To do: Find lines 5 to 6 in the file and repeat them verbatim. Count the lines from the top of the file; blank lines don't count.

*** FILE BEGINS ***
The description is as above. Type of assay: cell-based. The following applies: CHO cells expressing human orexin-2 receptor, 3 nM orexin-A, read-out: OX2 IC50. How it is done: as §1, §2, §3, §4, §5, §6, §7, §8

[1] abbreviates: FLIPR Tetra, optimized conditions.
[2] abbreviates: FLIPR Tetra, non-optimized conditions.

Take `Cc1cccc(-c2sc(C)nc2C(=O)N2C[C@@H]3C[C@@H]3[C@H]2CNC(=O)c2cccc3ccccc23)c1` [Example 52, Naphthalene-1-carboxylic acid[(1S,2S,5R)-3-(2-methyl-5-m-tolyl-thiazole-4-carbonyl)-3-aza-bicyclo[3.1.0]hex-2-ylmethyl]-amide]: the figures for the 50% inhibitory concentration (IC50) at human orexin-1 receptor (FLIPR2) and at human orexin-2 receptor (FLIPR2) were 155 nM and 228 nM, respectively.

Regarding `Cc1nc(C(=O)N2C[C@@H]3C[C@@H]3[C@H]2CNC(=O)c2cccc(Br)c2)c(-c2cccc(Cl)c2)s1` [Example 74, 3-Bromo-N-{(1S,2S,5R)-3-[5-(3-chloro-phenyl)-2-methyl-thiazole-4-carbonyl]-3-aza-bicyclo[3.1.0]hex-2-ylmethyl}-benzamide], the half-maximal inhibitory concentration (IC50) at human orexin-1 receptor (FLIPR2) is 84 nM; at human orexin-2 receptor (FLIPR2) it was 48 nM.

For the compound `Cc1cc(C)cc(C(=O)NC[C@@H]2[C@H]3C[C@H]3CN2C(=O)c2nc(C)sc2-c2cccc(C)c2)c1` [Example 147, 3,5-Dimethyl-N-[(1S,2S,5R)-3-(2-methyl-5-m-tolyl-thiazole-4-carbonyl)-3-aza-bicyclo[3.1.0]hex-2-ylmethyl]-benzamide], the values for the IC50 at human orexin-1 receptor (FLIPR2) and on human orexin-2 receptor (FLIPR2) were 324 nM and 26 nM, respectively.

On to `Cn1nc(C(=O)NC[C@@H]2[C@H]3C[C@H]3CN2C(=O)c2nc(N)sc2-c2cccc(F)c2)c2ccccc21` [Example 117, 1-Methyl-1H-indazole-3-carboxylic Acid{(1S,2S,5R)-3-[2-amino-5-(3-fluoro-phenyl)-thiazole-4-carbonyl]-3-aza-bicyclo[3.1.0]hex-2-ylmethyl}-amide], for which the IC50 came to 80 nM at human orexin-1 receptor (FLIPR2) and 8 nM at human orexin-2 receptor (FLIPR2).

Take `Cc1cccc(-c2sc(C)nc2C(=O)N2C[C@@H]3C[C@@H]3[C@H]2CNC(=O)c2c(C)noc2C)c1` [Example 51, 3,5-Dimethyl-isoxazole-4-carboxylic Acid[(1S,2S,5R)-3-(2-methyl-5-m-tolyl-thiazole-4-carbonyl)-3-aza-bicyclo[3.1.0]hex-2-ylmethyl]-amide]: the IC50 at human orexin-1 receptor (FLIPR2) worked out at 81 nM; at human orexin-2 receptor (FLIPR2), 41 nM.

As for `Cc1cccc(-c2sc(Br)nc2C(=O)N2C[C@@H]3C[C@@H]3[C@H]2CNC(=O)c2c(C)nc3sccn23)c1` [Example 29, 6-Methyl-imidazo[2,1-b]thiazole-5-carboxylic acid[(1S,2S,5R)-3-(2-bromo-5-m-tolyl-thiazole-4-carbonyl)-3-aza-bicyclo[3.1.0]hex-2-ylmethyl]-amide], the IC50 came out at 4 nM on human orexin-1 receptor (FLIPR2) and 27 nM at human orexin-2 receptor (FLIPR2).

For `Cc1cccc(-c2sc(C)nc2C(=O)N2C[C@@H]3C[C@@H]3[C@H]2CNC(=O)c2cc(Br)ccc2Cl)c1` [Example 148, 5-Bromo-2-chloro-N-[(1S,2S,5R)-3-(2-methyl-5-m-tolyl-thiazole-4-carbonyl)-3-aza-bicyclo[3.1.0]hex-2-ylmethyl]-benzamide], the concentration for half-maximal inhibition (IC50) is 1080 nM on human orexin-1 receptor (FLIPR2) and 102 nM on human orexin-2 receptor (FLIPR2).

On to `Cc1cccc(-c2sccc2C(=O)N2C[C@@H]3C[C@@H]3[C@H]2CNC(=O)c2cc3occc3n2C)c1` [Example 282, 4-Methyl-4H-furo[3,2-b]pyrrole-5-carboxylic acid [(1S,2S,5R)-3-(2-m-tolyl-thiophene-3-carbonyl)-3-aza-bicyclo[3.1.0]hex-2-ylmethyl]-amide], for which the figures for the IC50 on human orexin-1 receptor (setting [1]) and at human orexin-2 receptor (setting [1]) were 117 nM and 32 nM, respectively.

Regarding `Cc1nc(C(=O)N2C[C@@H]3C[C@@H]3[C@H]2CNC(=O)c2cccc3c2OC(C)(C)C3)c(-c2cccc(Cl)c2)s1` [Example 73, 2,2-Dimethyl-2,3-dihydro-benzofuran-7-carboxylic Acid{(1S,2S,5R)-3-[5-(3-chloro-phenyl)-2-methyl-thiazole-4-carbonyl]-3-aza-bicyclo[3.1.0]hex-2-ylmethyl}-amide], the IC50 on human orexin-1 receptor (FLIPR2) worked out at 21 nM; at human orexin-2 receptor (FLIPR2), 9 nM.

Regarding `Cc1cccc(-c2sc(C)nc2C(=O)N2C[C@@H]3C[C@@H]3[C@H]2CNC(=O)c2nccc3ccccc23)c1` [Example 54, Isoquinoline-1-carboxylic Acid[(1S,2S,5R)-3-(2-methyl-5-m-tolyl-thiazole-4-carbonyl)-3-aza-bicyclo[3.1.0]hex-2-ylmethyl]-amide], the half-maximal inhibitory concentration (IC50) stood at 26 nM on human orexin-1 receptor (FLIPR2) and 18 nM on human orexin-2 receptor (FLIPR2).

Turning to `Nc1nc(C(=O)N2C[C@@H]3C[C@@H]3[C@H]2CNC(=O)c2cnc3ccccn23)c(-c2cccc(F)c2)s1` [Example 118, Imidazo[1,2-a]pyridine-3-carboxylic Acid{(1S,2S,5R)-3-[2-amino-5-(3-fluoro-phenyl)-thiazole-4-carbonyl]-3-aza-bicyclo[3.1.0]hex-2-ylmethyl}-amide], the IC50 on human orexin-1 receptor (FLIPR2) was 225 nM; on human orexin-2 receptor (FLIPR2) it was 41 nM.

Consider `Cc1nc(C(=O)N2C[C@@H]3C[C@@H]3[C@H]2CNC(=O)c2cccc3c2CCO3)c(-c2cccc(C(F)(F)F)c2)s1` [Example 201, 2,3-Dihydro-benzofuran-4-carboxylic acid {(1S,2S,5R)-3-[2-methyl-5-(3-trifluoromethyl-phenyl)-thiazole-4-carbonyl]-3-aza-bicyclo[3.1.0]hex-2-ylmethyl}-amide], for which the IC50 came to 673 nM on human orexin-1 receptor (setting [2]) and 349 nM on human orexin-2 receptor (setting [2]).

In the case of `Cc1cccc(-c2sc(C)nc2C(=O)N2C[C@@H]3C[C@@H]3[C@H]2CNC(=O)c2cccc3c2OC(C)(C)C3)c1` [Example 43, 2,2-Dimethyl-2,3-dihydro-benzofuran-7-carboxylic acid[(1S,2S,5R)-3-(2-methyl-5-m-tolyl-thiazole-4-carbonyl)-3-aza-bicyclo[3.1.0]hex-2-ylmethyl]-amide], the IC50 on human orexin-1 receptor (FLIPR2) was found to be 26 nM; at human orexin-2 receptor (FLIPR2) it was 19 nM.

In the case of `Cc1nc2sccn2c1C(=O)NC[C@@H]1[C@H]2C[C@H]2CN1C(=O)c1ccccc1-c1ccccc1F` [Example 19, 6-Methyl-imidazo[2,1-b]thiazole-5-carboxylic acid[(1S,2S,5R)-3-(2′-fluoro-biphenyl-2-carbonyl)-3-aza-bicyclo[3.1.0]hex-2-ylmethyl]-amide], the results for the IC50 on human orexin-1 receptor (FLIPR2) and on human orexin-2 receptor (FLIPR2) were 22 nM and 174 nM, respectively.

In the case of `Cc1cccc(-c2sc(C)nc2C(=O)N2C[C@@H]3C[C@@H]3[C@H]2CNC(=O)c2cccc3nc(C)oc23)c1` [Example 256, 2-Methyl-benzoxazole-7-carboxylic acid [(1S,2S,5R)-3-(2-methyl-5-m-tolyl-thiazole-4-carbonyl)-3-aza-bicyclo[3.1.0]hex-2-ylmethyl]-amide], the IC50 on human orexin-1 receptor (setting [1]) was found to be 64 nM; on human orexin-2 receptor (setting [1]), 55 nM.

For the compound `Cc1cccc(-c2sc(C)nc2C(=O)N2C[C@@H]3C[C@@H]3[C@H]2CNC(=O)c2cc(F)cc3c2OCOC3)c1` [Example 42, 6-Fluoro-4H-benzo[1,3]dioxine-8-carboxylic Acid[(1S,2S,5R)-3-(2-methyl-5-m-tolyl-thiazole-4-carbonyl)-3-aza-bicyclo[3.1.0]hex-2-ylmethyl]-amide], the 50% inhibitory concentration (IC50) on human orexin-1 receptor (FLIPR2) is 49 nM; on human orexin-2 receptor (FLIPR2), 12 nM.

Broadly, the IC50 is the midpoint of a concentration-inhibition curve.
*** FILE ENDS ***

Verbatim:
Regarding `Cc1nc(C(=O)N2C[C@@H]3C[C@@H]3[C@H]2CNC(=O)c2cccc(Br)c2)c(-c2cccc(Cl)c2)s1` [Example 74, 3-Bromo-N-{(1S,2S,5R)-3-[5-(3-chloro-phenyl)-2-methyl-thiazole-4-carbonyl]-3-aza-bicyclo[3.1.0]hex-2-ylmethyl}-benzamide], the half-maximal inhibitory concentration (IC50) at human orexin-1 receptor (FLIPR2) is 84 nM; at human orexin-2 receptor (FLIPR2) it was 48 nM.

For the compound `Cc1cc(C)cc(C(=O)NC[C@@H]2[C@H]3C[C@H]3CN2C(=O)c2nc(C)sc2-c2cccc(C)c2)c1` [Example 147, 3,5-Dimethyl-N-[(1S,2S,5R)-3-(2-methyl-5-m-tolyl-thiazole-4-carbonyl)-3-aza-bicyclo[3.1.0]hex-2-ylmethyl]-benzamide], the values for the IC50 at human orexin-1 receptor (FLIPR2) and on human orexin-2 receptor (FLIPR2) were 324 nM and 26 nM, respectively.